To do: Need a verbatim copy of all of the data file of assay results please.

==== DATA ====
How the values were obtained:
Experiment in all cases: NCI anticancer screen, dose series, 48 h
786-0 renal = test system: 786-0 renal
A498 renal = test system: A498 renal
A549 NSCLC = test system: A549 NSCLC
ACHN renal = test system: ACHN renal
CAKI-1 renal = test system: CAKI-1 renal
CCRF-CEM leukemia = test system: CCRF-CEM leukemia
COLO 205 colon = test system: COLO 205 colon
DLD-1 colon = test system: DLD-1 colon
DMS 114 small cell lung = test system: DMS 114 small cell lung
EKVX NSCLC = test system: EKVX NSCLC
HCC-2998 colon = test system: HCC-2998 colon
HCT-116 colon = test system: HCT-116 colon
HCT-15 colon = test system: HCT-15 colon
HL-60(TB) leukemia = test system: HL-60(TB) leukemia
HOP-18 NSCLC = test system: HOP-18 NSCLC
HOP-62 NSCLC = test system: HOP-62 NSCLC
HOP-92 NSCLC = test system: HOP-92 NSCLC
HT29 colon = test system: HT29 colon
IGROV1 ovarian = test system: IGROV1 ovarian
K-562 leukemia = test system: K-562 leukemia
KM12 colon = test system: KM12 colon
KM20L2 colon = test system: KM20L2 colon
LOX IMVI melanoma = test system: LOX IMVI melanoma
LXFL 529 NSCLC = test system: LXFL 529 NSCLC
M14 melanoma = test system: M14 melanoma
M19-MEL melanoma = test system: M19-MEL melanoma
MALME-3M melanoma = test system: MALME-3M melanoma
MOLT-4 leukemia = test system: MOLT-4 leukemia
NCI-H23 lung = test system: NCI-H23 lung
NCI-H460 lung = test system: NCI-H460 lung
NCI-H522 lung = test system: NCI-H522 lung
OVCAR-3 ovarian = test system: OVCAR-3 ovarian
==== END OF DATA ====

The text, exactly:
How the values were obtained:
Experiment in all cases: NCI anticancer screen, dose series, 48 h
786-0 renal = test system: 786-0 renal
A498 renal = test system: A498 renal
A549 NSCLC = test system: A549 NSCLC
ACHN renal = test system: ACHN renal
CAKI-1 renal = test system: CAKI-1 renal
CCRF-CEM leukemia = test system: CCRF-CEM leukemia
COLO 205 colon = test system: COLO 205 colon
DLD-1 colon = test system: DLD-1 colon
DMS 114 small cell lung = test system: DMS 114 small cell lung
EKVX NSCLC = test system: EKVX NSCLC
HCC-2998 colon = test system: HCC-2998 colon
HCT-116 colon = test system: HCT-116 colon
HCT-15 colon = test system: HCT-15 colon
HL-60(TB) leukemia = test system: HL-60(TB) leukemia
HOP-18 NSCLC = test system: HOP-18 NSCLC
HOP-62 NSCLC = test system: HOP-62 NSCLC
HOP-92 NSCLC = test system: HOP-92 NSCLC
HT29 colon = test system: HT29 colon
IGROV1 ovarian = test system: IGROV1 ovarian
K-562 leukemia = test system: K-562 leukemia
KM12 colon = test system: KM12 colon
KM20L2 colon = test system: KM20L2 colon
LOX IMVI melanoma = test system: LOX IMVI melanoma
LXFL 529 NSCLC = test system: LXFL 529 NSCLC
M14 melanoma = test system: M14 melanoma
M19-MEL melanoma = test system: M19-MEL melanoma
MALME-3M melanoma = test system: MALME-3M melanoma
MOLT-4 leukemia = test system: MOLT-4 leukemia
NCI-H23 lung = test system: NCI-H23 lung
NCI-H460 lung = test system: NCI-H460 lung
NCI-H522 lung = test system: NCI-H522 lung
OVCAR-3 ovarian = test system: OVCAR-3 ovarian